Head of ONWA says Canadians ‘should be outraged’ at police response to Winnipeg murders

When an Indigenous woman in Canada is lost to violence, Cora McGuire-Cyrette grieves. She says things were different this time around when Winnipeg police announced the murders of four Indigenous women at the hands of an alleged serial killer.

“When my fellow sisters are not well, I’m not well. This time, the pain was different, the pain was of a lot of outrage and anger at what’s going on,” says McGuire-Cyrette, who has been the executive director of the Ontario Native Women’s Association (ONWA) since 2015.

“Especially, the response to the murders and to the deaths and to where their remains are and the lack of action.”

Winnipeg murders
Police believe Rebecca Contois, left, Morgan Harris, Marcedes Myran and Buffalo Woman – Mashkode Bizhiki’ikwe are victims of an alleged serial killer.

Winnipeg police say they will not be searching the Prairie Green landfill north of the city where they believe the remains of Marcedes Myran and Morgan Harris may be located.

Police are unsure of the whereabouts of the remains of a fourth victim, identified as Buffalo Woman – Mashkode Bizhiki’ikwe.

ONWA is urging Winnipeg police to work with other forces to see whether more victims are possible.

“We don’t know if there are other victims because they’re not searching,” says McGuire-Cyrette, who adds, “serial killers tend not to stop until they’re caught.”

ONWA is also among those who say the murders in Winnipeg by an alleged serial killer should be treated as a targeted hate crime.

“When the chief of police of Winnipeg is saying he doesn’t know if they were targeted, I think every Canadian should be outraged right now when clearly there is a connection between race and gender,” she says on the latest episode of Face to Face. “The more racialized you are in this country, the more likely you are to face violence and this is where we have to look at. Where are the investments into prevention? Where are the investments into systemic change?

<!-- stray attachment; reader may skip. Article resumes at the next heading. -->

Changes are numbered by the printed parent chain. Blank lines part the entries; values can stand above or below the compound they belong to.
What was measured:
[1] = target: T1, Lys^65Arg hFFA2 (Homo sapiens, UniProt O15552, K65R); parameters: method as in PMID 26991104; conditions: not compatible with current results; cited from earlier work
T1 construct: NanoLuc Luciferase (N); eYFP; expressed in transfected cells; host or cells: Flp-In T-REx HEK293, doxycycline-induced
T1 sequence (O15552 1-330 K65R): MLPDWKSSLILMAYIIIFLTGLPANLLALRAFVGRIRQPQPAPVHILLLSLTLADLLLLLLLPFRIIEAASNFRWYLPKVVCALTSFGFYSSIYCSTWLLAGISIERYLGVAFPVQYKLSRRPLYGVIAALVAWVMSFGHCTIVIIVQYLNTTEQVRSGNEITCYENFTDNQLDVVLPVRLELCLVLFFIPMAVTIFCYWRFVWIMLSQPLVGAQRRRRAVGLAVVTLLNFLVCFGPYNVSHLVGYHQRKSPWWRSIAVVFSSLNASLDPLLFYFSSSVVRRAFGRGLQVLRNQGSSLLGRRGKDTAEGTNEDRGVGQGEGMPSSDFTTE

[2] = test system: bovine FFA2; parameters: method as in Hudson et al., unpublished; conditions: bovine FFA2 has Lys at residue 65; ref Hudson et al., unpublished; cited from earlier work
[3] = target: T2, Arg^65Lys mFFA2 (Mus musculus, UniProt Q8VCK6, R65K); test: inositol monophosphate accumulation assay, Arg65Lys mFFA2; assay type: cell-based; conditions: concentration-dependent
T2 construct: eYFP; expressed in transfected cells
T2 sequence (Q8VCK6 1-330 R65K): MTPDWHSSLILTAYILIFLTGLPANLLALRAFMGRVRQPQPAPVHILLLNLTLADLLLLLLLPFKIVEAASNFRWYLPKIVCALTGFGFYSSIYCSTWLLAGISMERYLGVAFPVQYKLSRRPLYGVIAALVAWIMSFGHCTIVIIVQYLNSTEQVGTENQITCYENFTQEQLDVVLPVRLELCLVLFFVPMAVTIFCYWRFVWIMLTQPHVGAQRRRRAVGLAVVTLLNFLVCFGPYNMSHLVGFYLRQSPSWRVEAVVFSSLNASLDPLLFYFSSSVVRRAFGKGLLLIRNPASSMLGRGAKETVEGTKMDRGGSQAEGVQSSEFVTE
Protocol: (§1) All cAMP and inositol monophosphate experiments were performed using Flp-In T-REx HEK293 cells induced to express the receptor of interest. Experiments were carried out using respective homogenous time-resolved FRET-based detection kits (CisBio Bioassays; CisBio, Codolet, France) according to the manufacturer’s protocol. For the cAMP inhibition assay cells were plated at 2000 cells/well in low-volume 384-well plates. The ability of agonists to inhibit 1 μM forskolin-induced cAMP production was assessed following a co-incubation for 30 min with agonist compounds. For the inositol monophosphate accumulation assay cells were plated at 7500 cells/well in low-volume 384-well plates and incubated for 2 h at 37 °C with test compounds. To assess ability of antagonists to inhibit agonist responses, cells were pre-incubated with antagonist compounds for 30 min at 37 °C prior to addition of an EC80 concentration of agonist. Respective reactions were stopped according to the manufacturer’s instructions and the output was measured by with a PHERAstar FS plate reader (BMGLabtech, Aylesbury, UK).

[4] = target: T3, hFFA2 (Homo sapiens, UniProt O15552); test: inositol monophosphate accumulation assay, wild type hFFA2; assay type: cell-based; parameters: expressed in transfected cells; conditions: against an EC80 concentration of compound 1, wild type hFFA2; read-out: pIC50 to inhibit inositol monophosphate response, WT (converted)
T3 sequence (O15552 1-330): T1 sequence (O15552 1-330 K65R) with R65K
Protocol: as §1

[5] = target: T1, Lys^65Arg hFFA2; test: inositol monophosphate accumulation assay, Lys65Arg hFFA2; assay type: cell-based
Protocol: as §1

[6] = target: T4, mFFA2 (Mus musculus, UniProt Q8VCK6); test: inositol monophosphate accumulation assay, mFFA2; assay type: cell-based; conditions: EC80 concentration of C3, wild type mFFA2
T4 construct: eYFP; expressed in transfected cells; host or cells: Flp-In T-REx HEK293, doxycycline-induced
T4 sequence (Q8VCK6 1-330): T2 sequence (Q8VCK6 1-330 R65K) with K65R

“This is not the first time that Indigenous women have been discarded in landfill sites, particularly in Winnipeg. So, where was their investment and their strategy to prevent other women from being disposed of within those landfill sites.

“We all know if it wasn’t for the face of their race and being Indigenous, would their response or lack of response actually still apply if it was a non-Indigenous woman. Ignorance is no longer an excuse for what continues to happen to us as Indigenous women in here in this country.”

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At least 11 indigenous women have been murdered in Winnipeg in 2022.

According to recently released data by Statistics Canada, 45 Indigenous women were victims of police-reported homicide in 2021, an increase of three additional murders over the previous year.

McGuire-Cyrette says violence against Indigenous women continued to increase during the pandemic.

“When you look at the violence, its only going to continue to increase because there is limited to no safe spaces for Indigenous women to go to safely exit human trafficking or domestic violence,” says McGuire-Cyrette who believes work on the national inquiry’s calls for justice, has been much too slow.

McGuire-Cyrette says government investments in culture, language and special days are all important but wonders where are the investments in safety and “educating the public that Indigenous women need to be respected and not dehumanized?”

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